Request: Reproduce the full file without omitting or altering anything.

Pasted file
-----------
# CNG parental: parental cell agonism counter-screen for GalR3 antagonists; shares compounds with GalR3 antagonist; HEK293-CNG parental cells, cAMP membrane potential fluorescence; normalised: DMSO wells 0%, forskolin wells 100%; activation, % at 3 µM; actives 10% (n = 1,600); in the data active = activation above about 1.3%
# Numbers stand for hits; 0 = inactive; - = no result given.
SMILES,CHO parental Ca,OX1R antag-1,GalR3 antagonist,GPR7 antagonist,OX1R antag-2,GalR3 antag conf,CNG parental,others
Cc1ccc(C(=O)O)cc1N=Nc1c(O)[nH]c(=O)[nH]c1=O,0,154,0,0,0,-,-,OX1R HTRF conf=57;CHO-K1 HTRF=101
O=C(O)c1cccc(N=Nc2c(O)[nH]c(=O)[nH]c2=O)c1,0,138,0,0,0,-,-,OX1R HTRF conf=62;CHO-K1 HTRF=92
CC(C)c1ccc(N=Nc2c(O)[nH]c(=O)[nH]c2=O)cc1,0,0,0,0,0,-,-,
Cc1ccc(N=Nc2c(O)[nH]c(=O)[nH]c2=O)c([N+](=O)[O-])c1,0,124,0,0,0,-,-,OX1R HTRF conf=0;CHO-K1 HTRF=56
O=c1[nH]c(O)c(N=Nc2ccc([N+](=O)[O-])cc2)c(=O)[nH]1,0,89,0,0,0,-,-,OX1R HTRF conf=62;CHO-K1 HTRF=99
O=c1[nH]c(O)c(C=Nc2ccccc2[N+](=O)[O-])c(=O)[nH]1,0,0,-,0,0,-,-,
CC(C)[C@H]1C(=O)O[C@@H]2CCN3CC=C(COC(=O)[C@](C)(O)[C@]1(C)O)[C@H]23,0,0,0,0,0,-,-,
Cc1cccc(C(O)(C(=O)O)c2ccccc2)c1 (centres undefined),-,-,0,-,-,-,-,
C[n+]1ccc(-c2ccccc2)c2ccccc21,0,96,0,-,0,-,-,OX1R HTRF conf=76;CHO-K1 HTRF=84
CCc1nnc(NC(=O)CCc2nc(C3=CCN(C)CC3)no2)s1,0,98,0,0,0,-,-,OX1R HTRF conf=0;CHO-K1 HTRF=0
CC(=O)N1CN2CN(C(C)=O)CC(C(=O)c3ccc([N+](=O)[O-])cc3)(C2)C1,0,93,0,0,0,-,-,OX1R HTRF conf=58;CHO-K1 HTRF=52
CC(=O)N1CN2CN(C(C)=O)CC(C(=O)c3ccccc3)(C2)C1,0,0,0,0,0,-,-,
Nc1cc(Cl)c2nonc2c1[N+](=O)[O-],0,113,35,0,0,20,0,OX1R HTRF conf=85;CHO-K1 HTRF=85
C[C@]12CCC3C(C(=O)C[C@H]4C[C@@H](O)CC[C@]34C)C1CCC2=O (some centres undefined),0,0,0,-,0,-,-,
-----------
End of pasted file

# CNG parental: parental cell agonism counter-screen for GalR3 antagonists; shares compounds with GalR3 antagonist; HEK293-CNG parental cells, cAMP membrane potential fluorescence; normalised: DMSO wells 0%, forskolin wells 100%; activation, % at 3 µM; actives 10% (n = 1,600); in the data active = activation above about 1.3%
# Numbers stand for hits; 0 = inactive; - = no result given.
SMILES,CHO parental Ca,OX1R antag-1,GalR3 antagonist,GPR7 antagonist,OX1R antag-2,GalR3 antag conf,CNG parental,others
Cc1ccc(C(=O)O)cc1N=Nc1c(O)[nH]c(=O)[nH]c1=O,0,154,0,0,0,-,-,OX1R HTRF conf=57;CHO-K1 HTRF=101
O=C(O)c1cccc(N=Nc2c(O)[nH]c(=O)[nH]c2=O)c1,0,138,0,0,0,-,-,OX1R HTRF conf=62;CHO-K1 HTRF=92
CC(C)c1ccc(N=Nc2c(O)[nH]c(=O)[nH]c2=O)cc1,0,0,0,0,0,-,-,
Cc1ccc(N=Nc2c(O)[nH]c(=O)[nH]c2=O)c([N+](=O)[O-])c1,0,124,0,0,0,-,-,OX1R HTRF conf=0;CHO-K1 HTRF=56
O=c1[nH]c(O)c(N=Nc2ccc([N+](=O)[O-])cc2)c(=O)[nH]1,0,89,0,0,0,-,-,OX1R HTRF conf=62;CHO-K1 HTRF=99
O=c1[nH]c(O)c(C=Nc2ccccc2[N+](=O)[O-])c(=O)[nH]1,0,0,-,0,0,-,-,
CC(C)[C@H]1C(=O)O[C@@H]2CCN3CC=C(COC(=O)[C@](C)(O)[C@]1(C)O)[C@H]23,0,0,0,0,0,-,-,
Cc1cccc(C(O)(C(=O)O)c2ccccc2)c1 (centres undefined),-,-,0,-,-,-,-,
C[n+]1ccc(-c2ccccc2)c2ccccc21,0,96,0,-,0,-,-,OX1R HTRF conf=76;CHO-K1 HTRF=84
CCc1nnc(NC(=O)CCc2nc(C3=CCN(C)CC3)no2)s1,0,98,0,0,0,-,-,OX1R HTRF conf=0;CHO-K1 HTRF=0
CC(=O)N1CN2CN(C(C)=O)CC(C(=O)c3ccc([N+](=O)[O-])cc3)(C2)C1,0,93,0,0,0,-,-,OX1R HTRF conf=58;CHO-K1 HTRF=52
CC(=O)N1CN2CN(C(C)=O)CC(C(=O)c3ccccc3)(C2)C1,0,0,0,0,0,-,-,
Nc1cc(Cl)c2nonc2c1[N+](=O)[O-],0,113,35,0,0,20,0,OX1R HTRF conf=85;CHO-K1 HTRF=85
C[C@]12CCC3C(C(=O)C[C@H]4C[C@@H](O)CC[C@]34C)C1CCC2=O (some centres undefined),0,0,0,-,0,-,-,